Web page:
If one puts forward the view that art’s independence from society exists only in the artist’s imagination and that it tells us nothing about the status of works, the correct insight that autonomy is a historically conditioned phenomenon turns into its denial; what remains is mere illusion.
—Peter Bürger, Theory of the Avant-Garde

Art is with us in order that we may not perish through truth.
—Friedrich Nietzsche


Autonomy implies definition and thus exclusion, while urbanism represents the opposite. This project studies this paradox: autonomy of urbanism.
Autonomy of Architecture
The known autonomy within design encloses the self-governing ambition of architecture. The autonomy of architecture defined, in the second half of the 20th century, the quality of its formal parameters against its commodification, behavioral discourses or quantitative methods that intended to explain it otherwise. It synthesized the classical and modern traditions in architecture—borrowing their formal logic but rejecting their progress-oriented utopia—through the contrasting projects of Aldo Rossi and Peter Eisenman. An autonomous architecture advocates a return to the discipline through the idea of an origin, a ground zero, located in the external or the internal history of architectural form, respectively. Both the Rossian acceptance of a culturally conditioned idea of type and the Eisenmanian focus on the internal processes of architecture transcend any individual aspiration or stylistic militancy. Architecture surpasses the architect.
More recently, Pier Vittorio Aureli reconsidered the theoretical foundations of the Italian Autonomia and its challenge against capitalism as a project that permeated the architectural consciousness through Aldo Rossi, Superstudio or Archizoom, among others. Far from aspiring to redefine the boundaries of the discipline, his political autonomy questions the conditions of its production as a collective endeavor.
In contrast, this research explores the term autonomy beyond the architectural horizon by arguing for, not the demise of disciplinary knowledge, but the imperative engagement with its cultural substance without renouncing its critical commitment.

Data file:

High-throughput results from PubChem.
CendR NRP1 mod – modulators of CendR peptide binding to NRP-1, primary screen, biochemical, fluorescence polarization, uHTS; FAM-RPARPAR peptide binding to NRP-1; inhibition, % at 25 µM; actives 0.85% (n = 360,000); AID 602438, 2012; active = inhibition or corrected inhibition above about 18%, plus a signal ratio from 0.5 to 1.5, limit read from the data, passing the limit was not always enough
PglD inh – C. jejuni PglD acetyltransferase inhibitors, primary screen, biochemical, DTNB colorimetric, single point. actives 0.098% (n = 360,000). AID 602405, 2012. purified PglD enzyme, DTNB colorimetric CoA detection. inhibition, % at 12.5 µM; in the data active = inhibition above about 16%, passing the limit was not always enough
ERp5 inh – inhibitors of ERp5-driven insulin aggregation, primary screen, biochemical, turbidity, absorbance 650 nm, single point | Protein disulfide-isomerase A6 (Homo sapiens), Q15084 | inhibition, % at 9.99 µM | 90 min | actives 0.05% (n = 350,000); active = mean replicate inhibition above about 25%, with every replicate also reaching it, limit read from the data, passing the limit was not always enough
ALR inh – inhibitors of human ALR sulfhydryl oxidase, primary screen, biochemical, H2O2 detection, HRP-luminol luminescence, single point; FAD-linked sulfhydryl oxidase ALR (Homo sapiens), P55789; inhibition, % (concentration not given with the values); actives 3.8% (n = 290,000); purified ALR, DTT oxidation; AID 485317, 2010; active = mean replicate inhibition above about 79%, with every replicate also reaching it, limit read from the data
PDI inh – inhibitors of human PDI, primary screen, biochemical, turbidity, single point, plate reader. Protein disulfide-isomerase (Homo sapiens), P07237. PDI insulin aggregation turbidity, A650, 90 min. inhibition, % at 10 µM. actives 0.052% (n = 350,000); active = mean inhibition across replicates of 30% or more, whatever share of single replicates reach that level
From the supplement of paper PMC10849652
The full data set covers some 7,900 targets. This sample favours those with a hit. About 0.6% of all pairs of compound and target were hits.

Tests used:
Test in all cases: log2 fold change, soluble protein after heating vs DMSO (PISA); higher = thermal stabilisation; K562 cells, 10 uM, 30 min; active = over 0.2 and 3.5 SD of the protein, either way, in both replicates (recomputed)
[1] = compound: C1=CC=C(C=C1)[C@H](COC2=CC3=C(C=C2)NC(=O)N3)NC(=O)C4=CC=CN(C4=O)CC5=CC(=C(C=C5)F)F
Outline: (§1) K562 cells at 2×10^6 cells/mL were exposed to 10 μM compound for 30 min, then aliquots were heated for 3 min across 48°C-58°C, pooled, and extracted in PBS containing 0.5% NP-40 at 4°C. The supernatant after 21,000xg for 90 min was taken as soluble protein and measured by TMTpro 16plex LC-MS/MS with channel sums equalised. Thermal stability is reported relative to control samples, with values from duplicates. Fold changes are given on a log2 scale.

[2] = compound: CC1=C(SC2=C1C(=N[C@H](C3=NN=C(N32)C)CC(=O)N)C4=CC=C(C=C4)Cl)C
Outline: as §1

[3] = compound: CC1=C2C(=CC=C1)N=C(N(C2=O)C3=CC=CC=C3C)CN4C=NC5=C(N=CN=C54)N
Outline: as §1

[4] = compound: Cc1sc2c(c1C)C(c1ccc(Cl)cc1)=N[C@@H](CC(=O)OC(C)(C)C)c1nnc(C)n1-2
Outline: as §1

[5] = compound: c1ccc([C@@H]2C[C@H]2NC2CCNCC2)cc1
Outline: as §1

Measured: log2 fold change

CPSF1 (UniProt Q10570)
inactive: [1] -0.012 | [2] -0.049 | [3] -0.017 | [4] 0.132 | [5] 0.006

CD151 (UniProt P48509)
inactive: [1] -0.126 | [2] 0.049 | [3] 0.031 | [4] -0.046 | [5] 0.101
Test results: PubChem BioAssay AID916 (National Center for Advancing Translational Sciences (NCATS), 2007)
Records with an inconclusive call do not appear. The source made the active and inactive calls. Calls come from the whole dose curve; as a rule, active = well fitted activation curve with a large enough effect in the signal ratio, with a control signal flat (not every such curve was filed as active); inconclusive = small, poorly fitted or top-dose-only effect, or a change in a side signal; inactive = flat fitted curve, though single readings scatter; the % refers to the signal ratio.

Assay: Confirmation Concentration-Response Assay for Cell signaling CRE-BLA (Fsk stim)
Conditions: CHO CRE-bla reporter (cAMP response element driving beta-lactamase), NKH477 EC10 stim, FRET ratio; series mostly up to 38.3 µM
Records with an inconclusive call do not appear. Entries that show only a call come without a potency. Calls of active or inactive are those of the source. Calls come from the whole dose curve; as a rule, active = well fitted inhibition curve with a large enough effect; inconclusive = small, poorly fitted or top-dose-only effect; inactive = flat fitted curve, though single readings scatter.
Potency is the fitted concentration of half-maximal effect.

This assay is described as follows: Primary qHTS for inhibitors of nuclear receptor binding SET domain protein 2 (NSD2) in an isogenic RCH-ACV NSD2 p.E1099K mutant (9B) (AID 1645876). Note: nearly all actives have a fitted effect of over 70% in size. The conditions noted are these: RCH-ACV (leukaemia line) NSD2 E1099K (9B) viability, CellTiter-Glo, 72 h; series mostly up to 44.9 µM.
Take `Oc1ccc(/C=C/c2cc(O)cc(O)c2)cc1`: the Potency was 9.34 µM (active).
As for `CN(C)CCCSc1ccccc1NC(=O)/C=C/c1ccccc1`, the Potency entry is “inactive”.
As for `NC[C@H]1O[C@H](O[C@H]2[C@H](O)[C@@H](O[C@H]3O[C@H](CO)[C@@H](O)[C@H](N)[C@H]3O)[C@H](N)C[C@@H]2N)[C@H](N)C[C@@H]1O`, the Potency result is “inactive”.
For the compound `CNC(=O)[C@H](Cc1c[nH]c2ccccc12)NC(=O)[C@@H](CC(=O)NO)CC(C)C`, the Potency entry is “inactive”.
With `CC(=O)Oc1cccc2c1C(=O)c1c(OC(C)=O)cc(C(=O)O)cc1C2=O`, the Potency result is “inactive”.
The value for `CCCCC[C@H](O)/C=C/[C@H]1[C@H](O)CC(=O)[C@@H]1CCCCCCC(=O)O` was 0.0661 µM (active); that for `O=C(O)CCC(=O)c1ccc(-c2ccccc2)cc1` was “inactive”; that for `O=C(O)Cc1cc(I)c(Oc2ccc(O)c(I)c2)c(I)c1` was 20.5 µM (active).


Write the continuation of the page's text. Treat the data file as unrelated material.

Autonomy in Philosophy
The reductionism of autonomy, as disciplinary interpretation, lags behind the complex understanding of the term within aesthetics as philosophical category. The autonomy of art originated, by the end of the 18th century from Immanuel Kant’s Critique of Judgement, operates within society but disinterested in any private claim. It suggests that the “liking or disliking” of something has universal values when no private interest influences this judgment. Kant studied not the creation of artwork but its reception. This subjective-based autonomous aesthetic experience thus mediates between understanding (basis for all theoretical cognition) and reason (basis for all practical precepts). Art therefore rejects the immediate legislation of what is theoretically “true” and morally “right”.
In Theory of the Avant-Garde, Peter Bürger builds on this aesthetic autonomy to explain that the idea of a work of art completely independent of society is erroneous because it overlooks that the detachment of art is a historically conditioned process. At the same time that Bürger condemns how autonomy hides its historical substance, he suggests that we need to ask whether “the distance between art and the praxis of life is not requisite for that free space within which alternatives to what exists become conceivable.”
Unlike the 19th century movement of l’art pour l’art where art detached from life ex nihilo or Gustave Flaubert’s desire to write a “book about nothing,” this theoretical effort proposes the exploration of the cultural substance of aesthetics and its relationship with design.
Autonomy of Urbanism
This project proposes that the cultural awareness and the theoretical provocations of Ludwig Hilberseimer (1885-1967) laid the foundations for an autonomous urbanism that has permeated, until today, the project of autonomy of the Italian urban tradition through Aldo Rossi and Pier Vittorio Aureli. The main claim is that Hilberseimer’s urban project does not conform neither: (first) to any a priori disciplinary ambition, nor (second) to the common practices of bourgeois morality, but to the ethos of the new urban condition of the 20th century.
Through the influence of Friedrich Nietzsche and Alois Riegl, Hilberseimer developed a generic (formal) language as a collective urban project sensitive to the objective reality of the metropolis—its socioeconomic and political circumstances—which, in his view, absorbed the creativity of expressionism—and the individual genius.
By confronting individual with collective ambitions, urbanism conforms to Hegelian dialectics. However, paradoxically, it arguably represents everything—thus it represents nothing—which cancels the rhetorical question: what is urbanism?
This effort is conceived as a reevaluation of our concrete urban experience rather than a sterile definition of urbanism. If the Rossian architectural autonomy relied on the specificity of architectural form, the autonomy of urbanism aspires to hypostatize—represent something abstract as a concrete reality—the social, economic, and political processes of the urban phenomena. Therefore, the main claim of this project is that: the abstract cultural processes that constitute the urban apparatus are as concrete as its physical presence. This understanding of autonomy displaces the “essence” of design from the confines of a discipline to the tension between design and society—its cultural substance.

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